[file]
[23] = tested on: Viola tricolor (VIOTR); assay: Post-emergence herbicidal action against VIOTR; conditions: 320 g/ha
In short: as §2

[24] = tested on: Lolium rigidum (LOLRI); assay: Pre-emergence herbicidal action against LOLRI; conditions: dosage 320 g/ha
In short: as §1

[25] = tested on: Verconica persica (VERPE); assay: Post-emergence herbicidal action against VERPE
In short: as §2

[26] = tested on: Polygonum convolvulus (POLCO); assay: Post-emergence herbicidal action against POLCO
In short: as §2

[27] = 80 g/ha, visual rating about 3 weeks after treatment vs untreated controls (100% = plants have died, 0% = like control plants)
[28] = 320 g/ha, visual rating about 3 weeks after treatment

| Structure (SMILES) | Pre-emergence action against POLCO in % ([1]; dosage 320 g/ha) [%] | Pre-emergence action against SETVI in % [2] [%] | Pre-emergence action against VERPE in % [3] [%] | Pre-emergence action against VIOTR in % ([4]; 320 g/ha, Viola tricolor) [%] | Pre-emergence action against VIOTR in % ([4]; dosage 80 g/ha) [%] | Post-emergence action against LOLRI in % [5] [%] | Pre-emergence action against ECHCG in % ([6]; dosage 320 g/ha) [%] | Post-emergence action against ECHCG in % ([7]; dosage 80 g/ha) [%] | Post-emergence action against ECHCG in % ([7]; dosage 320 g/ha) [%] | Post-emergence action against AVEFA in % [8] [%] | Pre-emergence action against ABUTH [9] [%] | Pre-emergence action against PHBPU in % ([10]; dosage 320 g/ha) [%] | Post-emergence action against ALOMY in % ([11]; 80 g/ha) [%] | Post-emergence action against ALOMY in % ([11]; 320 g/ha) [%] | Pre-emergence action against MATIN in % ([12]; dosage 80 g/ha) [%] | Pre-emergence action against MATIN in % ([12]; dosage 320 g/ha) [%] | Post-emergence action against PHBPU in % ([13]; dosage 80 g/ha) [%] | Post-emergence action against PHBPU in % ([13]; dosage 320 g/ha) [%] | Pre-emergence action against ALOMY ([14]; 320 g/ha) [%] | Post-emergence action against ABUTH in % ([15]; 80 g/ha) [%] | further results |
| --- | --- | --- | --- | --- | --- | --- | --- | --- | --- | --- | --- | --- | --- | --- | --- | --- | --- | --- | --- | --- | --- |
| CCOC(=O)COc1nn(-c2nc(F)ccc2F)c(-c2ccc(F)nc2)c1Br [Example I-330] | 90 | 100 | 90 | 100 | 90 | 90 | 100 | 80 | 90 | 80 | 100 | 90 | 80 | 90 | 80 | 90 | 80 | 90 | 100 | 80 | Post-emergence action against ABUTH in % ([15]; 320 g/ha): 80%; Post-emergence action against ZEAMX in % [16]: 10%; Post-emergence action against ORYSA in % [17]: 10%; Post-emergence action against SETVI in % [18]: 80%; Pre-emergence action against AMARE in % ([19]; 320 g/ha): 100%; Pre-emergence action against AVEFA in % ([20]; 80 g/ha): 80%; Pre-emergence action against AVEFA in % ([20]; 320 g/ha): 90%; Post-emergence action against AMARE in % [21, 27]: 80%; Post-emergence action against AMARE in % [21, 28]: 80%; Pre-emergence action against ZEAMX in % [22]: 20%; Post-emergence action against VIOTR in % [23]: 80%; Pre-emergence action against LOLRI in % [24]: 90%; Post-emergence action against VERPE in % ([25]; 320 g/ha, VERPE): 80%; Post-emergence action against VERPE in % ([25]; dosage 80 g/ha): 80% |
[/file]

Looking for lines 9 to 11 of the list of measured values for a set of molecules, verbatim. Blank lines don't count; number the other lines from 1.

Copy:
[27] = 80 g/ha, visual rating about 3 weeks after treatment vs untreated controls (100% = plants have died, 0% = like control plants)
[28] = 320 g/ha, visual rating about 3 weeks after treatment

| Structure (SMILES) | Pre-emergence action against POLCO in % ([1]; dosage 320 g/ha) [%] | Pre-emergence action against SETVI in % [2] [%] | Pre-emergence action against VERPE in % [3] [%] | Pre-emergence action against VIOTR in % ([4]; 320 g/ha, Viola tricolor) [%] | Pre-emergence action against VIOTR in % ([4]; dosage 80 g/ha) [%] | Post-emergence action against LOLRI in % [5] [%] | Pre-emergence action against ECHCG in % ([6]; dosage 320 g/ha) [%] | Post-emergence action against ECHCG in % ([7]; dosage 80 g/ha) [%] | Post-emergence action against ECHCG in % ([7]; dosage 320 g/ha) [%] | Post-emergence action against AVEFA in % [8] [%] | Pre-emergence action against ABUTH [9] [%] | Pre-emergence action against PHBPU in % ([10]; dosage 320 g/ha) [%] | Post-emergence action against ALOMY in % ([11]; 80 g/ha) [%] | Post-emergence action against ALOMY in % ([11]; 320 g/ha) [%] | Pre-emergence action against MATIN in % ([12]; dosage 80 g/ha) [%] | Pre-emergence action against MATIN in % ([12]; dosage 320 g/ha) [%] | Post-emergence action against PHBPU in % ([13]; dosage 80 g/ha) [%] | Post-emergence action against PHBPU in % ([13]; dosage 320 g/ha) [%] | Pre-emergence action against ALOMY ([14]; 320 g/ha) [%] | Post-emergence action against ABUTH in % ([15]; 80 g/ha) [%] | further results |